We stayed at Hôtel Manet, which had great reviews on every website I could find. We arrived well before check-in, but we just planning on storing our luggage at the hotel. Luckily, there was a room available when we arrived, so we were able to check into our room several hours early. The room was nice enough, by Paris standards. We sat down for a few minutes, turned the heat on, and came up with a plan for our afternoon/evening. My mom sent some Christmas presents with Jeannette, so we opened those before beginning our adventures. I had been complaining about my pyjamas not looking so great anymore, so my mom sent some new pyjamas, which were much appreciated. Jeannette and I also got matching MSU Cotton Bowl t-shirts (go green!). Probably the coolest gift I received was a calendar Jeannette and my mom made together, with our pets. Listening to the stories about the process of making this calendar made me smile.

Our first stop in Paris was Notre Dame, as it was on both Per and my list of things Jeannette had to do. Of all the things we saw and did in Paris, Notre Dame was one of the least memorable for Jeannette, until we walked along the side. The gargoyles were so cool to see again, and I think the only memorable part of this structure for Jeannette. We then wandered around Île de la Cité and the nearby areas. Pont de l’Archevêché (one of the bridges that has been covered in locks), the oldest park in Paris, Memorial des Martyrs de la Déportation (being renovated, of course), Centre Pompidou, Hôtel de Ville, l’Arc de Triomphe, and Saint-Michel fountain, and la Tour Eiffel.

DSC06223Because it was the end of December, the Christmas markets were still going strong in Paris. There are many different Marché de Noël in Paris, with the most well-known being on the Champs-Élysées. Oh my goodness was le Champs-Élysées crazy! We promptly bought some vin chaud and marrons grillées. We did some people watching and just talked for a bit. It was surreal to be sitting on a bench on the Champs-Élysées, drinking warm wine, and talking with my best friend like we had just seen each other a few days ago. After our short pause, we decided to venture toward Trocadéro for Jeannette’s first glimpse of la Tour Eiffel. Jeannette’s reaction to la Tour Eiffel was perfect! I had forgotten how astonishing it is to see the tower, and was so glad that she was not disappointed by what she saw.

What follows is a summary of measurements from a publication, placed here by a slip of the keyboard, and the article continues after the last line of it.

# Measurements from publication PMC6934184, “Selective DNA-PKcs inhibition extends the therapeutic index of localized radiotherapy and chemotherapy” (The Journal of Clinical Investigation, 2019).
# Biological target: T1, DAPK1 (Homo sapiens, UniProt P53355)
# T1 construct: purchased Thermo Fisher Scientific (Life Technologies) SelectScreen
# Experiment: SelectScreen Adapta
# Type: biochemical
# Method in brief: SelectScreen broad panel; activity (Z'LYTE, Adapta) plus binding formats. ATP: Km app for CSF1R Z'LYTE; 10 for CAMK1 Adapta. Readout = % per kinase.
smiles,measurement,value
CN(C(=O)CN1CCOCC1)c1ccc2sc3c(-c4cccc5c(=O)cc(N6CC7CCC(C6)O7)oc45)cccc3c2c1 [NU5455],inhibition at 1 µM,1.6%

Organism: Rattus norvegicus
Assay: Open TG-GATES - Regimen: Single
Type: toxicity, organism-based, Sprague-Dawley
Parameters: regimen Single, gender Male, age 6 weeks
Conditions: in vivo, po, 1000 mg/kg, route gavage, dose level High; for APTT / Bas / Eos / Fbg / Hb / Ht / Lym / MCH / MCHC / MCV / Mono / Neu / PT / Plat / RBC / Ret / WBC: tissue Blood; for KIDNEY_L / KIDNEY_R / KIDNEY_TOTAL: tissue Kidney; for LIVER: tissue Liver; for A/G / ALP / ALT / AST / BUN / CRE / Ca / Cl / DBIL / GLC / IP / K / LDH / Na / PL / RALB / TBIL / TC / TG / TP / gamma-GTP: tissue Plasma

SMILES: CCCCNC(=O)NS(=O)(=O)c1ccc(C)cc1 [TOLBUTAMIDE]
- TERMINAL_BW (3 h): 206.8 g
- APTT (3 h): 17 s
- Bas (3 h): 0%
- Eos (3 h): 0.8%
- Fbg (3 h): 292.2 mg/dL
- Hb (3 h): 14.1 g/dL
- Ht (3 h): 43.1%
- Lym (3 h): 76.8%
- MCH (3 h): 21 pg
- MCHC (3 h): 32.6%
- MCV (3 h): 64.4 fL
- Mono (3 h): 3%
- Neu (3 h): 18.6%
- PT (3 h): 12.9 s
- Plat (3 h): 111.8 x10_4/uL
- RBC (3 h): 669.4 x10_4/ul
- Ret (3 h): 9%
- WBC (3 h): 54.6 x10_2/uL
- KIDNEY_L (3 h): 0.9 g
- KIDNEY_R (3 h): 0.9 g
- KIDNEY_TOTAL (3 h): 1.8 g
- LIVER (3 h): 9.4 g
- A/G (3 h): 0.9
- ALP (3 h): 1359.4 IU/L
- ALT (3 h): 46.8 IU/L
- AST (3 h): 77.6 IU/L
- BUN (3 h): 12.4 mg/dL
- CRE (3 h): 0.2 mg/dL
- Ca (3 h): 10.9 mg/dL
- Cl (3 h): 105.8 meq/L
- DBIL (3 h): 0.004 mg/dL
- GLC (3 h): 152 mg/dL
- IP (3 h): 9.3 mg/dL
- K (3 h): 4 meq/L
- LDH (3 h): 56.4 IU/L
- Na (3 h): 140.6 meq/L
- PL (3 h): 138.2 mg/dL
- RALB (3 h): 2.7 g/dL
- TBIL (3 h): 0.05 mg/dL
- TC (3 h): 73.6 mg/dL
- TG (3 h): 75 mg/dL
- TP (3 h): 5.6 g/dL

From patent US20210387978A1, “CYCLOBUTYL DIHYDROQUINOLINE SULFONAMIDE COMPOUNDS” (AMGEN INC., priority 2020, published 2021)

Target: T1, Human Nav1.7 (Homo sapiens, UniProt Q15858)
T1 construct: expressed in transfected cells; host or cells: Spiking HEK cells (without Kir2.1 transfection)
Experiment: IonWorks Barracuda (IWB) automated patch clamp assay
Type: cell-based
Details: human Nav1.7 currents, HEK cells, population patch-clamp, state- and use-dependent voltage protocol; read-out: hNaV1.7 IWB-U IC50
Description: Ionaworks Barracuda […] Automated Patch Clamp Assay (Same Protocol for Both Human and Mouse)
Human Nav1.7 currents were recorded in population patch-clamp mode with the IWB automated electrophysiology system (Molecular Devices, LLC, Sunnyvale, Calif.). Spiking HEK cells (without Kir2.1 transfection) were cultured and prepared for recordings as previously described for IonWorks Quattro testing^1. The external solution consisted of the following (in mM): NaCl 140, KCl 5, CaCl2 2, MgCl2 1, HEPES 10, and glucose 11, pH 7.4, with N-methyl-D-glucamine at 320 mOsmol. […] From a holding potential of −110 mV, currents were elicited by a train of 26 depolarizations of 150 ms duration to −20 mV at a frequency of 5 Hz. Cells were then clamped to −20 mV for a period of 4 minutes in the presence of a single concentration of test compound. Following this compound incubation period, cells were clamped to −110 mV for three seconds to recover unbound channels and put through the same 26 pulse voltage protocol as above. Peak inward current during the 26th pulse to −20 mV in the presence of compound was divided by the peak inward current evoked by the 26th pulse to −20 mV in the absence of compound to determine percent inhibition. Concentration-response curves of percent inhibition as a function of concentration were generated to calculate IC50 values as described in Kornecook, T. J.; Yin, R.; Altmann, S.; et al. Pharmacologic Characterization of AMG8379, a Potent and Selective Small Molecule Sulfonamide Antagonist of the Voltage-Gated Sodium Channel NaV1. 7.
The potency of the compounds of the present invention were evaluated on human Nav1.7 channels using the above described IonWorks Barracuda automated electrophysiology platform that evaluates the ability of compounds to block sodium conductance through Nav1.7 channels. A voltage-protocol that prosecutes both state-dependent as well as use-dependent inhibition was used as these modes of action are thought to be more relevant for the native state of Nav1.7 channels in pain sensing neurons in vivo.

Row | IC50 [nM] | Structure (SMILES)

By this point, Jeannette had been awake for well over 36 hours. We decided to try and find somewhere to eat dinner. Both of us are vegetarians, and Jeannette thought that I was exaggerating about how difficult it was to find a vegetarian option at many restaurants in France. After looking at the menus of countless restaurants, we decided to just venture back toward Place d’Italie and find something near our hotel. We ended up finding a brasserie near our hotel. It was a cute restaurant and the servers were friendly and accommodating. Dinner was going along splendidly, until we had an elderly woman seated directly next to us who felt the need to talk to us (because she spoke English…). We were the only three customers in the restaurant, so why this woman was seated directly next to us I don’t understand (except for the fact that we were in France).

All things considered, we had an awesome first day in Paris. We spent more time being lost than we did knowing where we were going, but I wouldn’t change anything about it.

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My Next Adventure

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This Friday, straight from my school, I will take the tram to the train station and head to Paris for my next solo-adventure. This time, I am headed to Copenhagen, Denmark. After much research, I decided that this would be my next destination for several reasons.